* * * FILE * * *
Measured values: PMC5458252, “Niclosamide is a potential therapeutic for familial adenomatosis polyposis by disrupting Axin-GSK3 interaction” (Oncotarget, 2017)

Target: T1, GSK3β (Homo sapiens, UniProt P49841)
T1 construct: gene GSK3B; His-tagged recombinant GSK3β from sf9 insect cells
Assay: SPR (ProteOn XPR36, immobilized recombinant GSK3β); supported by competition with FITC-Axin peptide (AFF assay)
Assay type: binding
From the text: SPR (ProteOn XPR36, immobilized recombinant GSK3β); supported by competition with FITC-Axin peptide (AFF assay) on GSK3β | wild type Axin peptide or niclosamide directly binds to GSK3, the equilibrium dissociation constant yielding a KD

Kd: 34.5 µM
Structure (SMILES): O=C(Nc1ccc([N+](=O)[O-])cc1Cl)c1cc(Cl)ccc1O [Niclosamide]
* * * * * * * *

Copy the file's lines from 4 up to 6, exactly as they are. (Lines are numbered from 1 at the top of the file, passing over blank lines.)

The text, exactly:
Assay: SPR (ProteOn XPR36, immobilized recombinant GSK3β); supported by competition with FITC-Axin peptide (AFF assay)
Assay type: binding
From the text: SPR (ProteOn XPR36, immobilized recombinant GSK3β); supported by competition with FITC-Axin peptide (AFF assay) on GSK3β | wild type Axin peptide or niclosamide directly binds to GSK3, the equilibrium dissociation constant yielding a KD